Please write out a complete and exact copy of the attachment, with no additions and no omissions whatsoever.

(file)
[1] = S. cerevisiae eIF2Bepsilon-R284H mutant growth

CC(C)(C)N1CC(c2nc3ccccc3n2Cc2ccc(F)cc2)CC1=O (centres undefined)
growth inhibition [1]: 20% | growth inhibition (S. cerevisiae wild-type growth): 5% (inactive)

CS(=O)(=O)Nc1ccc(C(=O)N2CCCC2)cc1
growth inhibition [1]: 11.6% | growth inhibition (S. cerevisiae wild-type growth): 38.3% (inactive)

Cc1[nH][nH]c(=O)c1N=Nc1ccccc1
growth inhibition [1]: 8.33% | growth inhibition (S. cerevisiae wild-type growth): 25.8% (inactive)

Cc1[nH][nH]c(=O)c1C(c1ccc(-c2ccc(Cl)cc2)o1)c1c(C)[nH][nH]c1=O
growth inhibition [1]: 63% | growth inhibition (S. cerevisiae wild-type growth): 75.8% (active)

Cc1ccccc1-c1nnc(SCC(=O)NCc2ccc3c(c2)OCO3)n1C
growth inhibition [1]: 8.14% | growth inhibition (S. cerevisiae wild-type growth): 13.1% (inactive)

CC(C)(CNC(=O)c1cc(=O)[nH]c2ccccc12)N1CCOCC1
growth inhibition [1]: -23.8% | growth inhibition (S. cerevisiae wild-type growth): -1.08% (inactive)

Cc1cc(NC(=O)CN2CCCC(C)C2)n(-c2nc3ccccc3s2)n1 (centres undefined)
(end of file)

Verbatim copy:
[1] = S. cerevisiae eIF2Bepsilon-R284H mutant growth

CC(C)(C)N1CC(c2nc3ccccc3n2Cc2ccc(F)cc2)CC1=O (centres undefined)
growth inhibition [1]: 20% | growth inhibition (S. cerevisiae wild-type growth): 5% (inactive)

CS(=O)(=O)Nc1ccc(C(=O)N2CCCC2)cc1
growth inhibition [1]: 11.6% | growth inhibition (S. cerevisiae wild-type growth): 38.3% (inactive)

Cc1[nH][nH]c(=O)c1N=Nc1ccccc1
growth inhibition [1]: 8.33% | growth inhibition (S. cerevisiae wild-type growth): 25.8% (inactive)

Cc1[nH][nH]c(=O)c1C(c1ccc(-c2ccc(Cl)cc2)o1)c1c(C)[nH][nH]c1=O
growth inhibition [1]: 63% | growth inhibition (S. cerevisiae wild-type growth): 75.8% (active)

Cc1ccccc1-c1nnc(SCC(=O)NCc2ccc3c(c2)OCO3)n1C
growth inhibition [1]: 8.14% | growth inhibition (S. cerevisiae wild-type growth): 13.1% (inactive)

CC(C)(CNC(=O)c1cc(=O)[nH]c2ccccc12)N1CCOCC1
growth inhibition [1]: -23.8% | growth inhibition (S. cerevisiae wild-type growth): -1.08% (inactive)

Cc1cc(NC(=O)CN2CCCC(C)C2)n(-c2nc3ccccc3s2)n1 (centres undefined)